For Senator Marco Rubio, Uber’s not just an easy tool for fast rides. It’s an app of political persuasion. In his new book, “American Dreams: Restoring Economic Opportunity for Everyone,” in a chapter called “Making America Safe for Uber,” the Florida Republican trumpets Uber’s effect on pliable young minds. He details how Uber influenced the views of the students he taught in a Florida politics class at Miami’s Florida International University, once they found out it wasn't just for their friends in Washington:
The students in my class were genuinely intrigued by this innovative service and wondered why they didn’t have it in Miami. I explained to them that it was because of regulations created by government. Politicians, I said, had passed rules to stifle competition that might threaten their constituents and supporters in the existing taxi and sedan service industry. In Miami, for example, there was a government-created cap on the number of sedan medallions allowed in the city. That regulation effectively shut out any competition to the existing car service companies—competition like Uber.
As my progressive young students listened to me explain why government was preventing them from using their cell phones to get home from the bars on Saturday night, I could see their minds change. They went from fervently believing that big government is necessary to protect the little guy to realizing that big government is often used to stick it to the little guy. Before I knew it, I was talking to a bunch of 20- and 21-year-old anti-regulatory activists.
This isn’t the first time that Rubio has championed the company, nor is it the first time Republicans have eagerly claimed it as their own. Last year, the Republican National Committee launched a petition “in Support of Innovative Companies like Uber.” In patriotic text, it touted, “Our country was built on the entrepreneurial spirit. Our cities deserve innovative and effective solutions without government getting in the way,” and denounced the roadblocks, red tape, and “strangling regulations” set up by “taxi unions and liberal government.”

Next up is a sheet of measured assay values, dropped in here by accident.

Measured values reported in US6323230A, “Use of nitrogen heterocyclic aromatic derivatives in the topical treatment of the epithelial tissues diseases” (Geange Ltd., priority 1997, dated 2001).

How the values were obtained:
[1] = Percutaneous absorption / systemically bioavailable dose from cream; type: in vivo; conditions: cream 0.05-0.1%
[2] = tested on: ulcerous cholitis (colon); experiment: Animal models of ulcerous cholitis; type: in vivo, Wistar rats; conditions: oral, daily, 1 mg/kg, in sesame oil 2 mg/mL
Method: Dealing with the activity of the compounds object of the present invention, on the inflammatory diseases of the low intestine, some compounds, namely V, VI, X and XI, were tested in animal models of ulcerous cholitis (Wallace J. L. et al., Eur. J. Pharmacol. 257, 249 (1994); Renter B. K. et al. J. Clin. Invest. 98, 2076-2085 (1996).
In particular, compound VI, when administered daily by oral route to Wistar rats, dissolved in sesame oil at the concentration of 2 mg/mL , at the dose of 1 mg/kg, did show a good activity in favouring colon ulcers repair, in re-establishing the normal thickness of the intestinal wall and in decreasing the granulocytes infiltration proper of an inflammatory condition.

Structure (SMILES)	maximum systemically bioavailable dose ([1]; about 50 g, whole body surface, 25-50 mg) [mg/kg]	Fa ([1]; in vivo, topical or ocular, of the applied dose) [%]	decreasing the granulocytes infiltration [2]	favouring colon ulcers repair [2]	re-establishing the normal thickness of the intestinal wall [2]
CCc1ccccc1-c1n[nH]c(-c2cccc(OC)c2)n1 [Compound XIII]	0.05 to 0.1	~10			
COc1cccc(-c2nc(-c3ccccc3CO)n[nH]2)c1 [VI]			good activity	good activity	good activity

Uber’s CEO, Travis Kalanick, sure does have a whiff of Ayn Rand off-the-range about him, even a little Tea Party bomb-thrower. (He said last May, “We’re in a political campaign, and the candidate is Uber, and the opponent is an asshole named Taxi.”) But as with many a fringe political phenomenon, the politics of Uber partake of both parties' visions.
Last August, the company hired David Plouffe, formerly President Obama’s former campaign manager. According to the Daily Beast, “Uber has hired political muscle all over the country: in D.C., it has the Franklin Square Group (Apple, Google). In New York, it has Bradley Tusk (Michael Bloomberg’s former campaign manager). In Chicago, it has Michael Kasper (the lawyer who got Rahm Emanuel on the ballot).” Hardly sounds like a red calling card.
(Michael Bloomberg is founder and majority owner of Bloomberg Politics parent company Bloomberg LP.)
But last July, Americans for Tax Reform President Grover Norquist, noting that Democrats currently govern “most big U.S. cities,” wrote that Uber “can help the GOP gain control of the cities.”
The truth is that support for, and opposition to, Uber, isn’t for now fully decipherable along party lines. Conservative governors like Republican Jan Brewer of Arizona have moved against the company, and conservative cities like Orlando, Houston, and San Antonio have favored regulations that discourage usage of Uber. The fact is, Uber reigns in liberal towns like New York and San Francisco, where it was made. The company announced Tuesday that it would share ridership data with the city of Boston—a partnership without precedent, in quite a left-leaning town.
Rubio may want to claim the app as useful Republican propaganda machinery. But it’s an app, not a party line: for young people, convenience is king. Silicon Valley’s wars over regulation aren’t quite black or white, red or blue, at least not yet. And how far behind the phrase “sharing economy” could Republicans get?